The last huge difference is also the most interesting. The Suffering has 3 different endings that depend on your choices when faced with saving or killing prison guards that have been put in deadly situations at Abbott, whether that be in the electric chair, in the gas chamber, set up in front of the firing squad creature (a creature with guns on top), etc. Torque can choose to save the character, let the character die or just kill the character himself and pick up whatever items the character leaves. Depending on your choices throughout the game it will coincide with one of the three endings. So, you can be the nicest multiple murderer around or you can keep your killing streak going. It’s always cool to have a moral subset in a game that delivers different endings to you.

I shall warn people that this is one of the scariest games I’ve played in my 20+ years of playing games. I don’t even think Undying was this freaky. The voices in your head come at times you wouldn’t expect them to and there’s just a ton of freaky stuff going on around the prison such as movie projectors just turning on and holographic images talking to you and reacting to your actions. This is a brilliant, but scary game…be ready for it.

This game is not a very long game, so that will probably scare away a few people from buying the game. The truth is you can probably rent this game and finish it within the rental period, but the beauty is that you will probably enjoy the game the whole time you play it. Either that or you’ll be scared witless…one of the two.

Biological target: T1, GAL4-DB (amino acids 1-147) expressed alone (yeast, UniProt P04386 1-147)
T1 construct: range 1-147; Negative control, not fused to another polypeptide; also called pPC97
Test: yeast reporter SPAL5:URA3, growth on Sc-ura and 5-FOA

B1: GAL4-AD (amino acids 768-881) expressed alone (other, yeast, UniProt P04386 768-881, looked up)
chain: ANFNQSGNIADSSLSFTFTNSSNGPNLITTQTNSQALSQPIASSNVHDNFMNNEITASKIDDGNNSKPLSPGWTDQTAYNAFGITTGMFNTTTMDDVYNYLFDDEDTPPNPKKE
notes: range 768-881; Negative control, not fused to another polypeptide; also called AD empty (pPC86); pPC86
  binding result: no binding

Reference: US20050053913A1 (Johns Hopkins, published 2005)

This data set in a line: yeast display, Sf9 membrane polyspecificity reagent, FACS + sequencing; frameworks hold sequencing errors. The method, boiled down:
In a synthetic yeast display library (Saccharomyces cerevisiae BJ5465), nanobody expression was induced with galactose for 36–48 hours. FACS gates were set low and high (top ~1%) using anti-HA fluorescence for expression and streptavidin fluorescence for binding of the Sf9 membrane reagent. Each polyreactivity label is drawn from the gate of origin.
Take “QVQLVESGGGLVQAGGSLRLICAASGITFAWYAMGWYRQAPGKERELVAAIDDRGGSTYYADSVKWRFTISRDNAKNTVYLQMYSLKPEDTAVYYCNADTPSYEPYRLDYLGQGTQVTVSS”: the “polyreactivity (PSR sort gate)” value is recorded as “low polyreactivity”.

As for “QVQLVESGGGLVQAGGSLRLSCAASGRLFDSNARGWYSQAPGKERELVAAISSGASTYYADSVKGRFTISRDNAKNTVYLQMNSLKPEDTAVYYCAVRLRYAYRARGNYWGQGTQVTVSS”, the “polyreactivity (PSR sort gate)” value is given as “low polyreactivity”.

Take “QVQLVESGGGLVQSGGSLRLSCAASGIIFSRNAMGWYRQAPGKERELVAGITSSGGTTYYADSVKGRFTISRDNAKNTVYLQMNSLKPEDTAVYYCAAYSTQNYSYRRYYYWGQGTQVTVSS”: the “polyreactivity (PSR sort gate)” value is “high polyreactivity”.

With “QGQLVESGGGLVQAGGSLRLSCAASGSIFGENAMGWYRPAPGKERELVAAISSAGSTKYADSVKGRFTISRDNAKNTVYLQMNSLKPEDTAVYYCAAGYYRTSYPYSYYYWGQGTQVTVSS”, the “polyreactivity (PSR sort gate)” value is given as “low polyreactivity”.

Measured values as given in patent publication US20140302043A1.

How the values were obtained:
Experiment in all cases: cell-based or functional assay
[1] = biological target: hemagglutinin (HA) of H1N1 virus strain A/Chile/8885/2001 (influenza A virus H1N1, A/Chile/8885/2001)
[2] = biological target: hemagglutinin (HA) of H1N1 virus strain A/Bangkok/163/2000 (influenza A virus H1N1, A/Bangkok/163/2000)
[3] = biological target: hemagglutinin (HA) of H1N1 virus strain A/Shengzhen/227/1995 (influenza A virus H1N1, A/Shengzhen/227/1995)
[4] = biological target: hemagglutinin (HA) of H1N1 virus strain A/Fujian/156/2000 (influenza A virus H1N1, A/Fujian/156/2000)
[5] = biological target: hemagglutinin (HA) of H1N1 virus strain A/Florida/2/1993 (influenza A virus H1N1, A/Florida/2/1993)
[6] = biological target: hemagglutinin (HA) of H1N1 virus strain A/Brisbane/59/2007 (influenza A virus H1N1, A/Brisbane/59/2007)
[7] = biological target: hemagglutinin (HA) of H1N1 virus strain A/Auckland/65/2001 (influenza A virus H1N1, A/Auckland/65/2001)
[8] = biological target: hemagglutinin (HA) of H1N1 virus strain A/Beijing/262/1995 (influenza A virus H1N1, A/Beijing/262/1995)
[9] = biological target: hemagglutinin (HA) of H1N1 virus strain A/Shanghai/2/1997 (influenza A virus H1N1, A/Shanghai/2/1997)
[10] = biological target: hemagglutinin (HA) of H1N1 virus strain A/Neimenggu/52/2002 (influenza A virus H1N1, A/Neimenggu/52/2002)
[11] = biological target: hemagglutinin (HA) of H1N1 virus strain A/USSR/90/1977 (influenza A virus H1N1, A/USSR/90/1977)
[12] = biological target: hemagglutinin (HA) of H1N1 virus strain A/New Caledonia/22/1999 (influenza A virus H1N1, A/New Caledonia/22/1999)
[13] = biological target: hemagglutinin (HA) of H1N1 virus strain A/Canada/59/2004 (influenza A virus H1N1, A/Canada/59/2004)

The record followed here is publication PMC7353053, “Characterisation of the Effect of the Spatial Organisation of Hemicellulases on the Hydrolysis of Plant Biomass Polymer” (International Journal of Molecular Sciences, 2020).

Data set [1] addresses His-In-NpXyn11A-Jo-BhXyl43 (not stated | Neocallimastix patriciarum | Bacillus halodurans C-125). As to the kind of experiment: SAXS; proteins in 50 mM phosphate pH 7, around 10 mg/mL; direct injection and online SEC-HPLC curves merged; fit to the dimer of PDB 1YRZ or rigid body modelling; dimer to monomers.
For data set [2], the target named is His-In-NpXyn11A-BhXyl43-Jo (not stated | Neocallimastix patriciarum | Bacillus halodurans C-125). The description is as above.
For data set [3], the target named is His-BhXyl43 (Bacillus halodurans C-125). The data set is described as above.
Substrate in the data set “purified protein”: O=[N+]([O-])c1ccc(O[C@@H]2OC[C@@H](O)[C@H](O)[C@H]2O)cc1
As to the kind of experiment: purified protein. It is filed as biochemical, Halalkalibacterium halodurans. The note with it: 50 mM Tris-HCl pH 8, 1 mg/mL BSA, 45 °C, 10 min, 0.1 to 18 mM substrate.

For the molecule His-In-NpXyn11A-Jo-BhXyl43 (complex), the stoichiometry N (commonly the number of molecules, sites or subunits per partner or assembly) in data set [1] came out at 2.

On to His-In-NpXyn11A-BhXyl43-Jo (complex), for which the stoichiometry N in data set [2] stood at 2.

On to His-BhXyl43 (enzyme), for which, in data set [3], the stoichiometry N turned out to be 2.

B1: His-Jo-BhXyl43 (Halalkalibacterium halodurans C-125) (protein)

Most of the replay value comes from the fact that you can see 2 other endings if you’d like. There are also a few cool extras that you can see at any time. There is a behind the scenes look at how the game was made as well as a documentary that talks about the haunted prison in Philidelphia called Eastern State Penitentiary, which is actually the prison Torque is transferred from in the game.

There is also two archive books that are written and unlocked during the game.  There is Clem’s Journal and Contessa’s Journal.  The former talks about all the creatures you met and the latter talks about Abbott State Penitentiary’s history.  Both journals are read by voiceover, which is pretty cool considering these journals can be long.

I think they’re pretty cool extras for how freaky this game is and hopefully Surreal Software will continue making these types of great games and not be doing the Lord of the Rings: The Fellowship of the Rings type stuff in the future.

Ron Burke is the Editor in Chief for Gaming Trend. Currently living in Fort Worth, Texas, Ron is an old-school gamer who enjoys CRPGs, action/adventure, platformers, music games, and has recently gotten into tabletop gaming. Ron is also a fourth degree black belt, with a Master's rank in Matsumura Seito Shōrin-ryū, Moo Duk Kwan Tang Soo Do, Universal Tang Soo Do Alliance, and International Tang Soo Do Federation. He also holds ranks in several other styles in his search to be a well-rounded fighter. Ron has been married to Gaming Trend Editor, Laura Burke, for 21 years. They have three dogs - Pazuzu (Irish Terrier), Atë, and Calliope (both Australian Kelpie/Pit Bull mixes).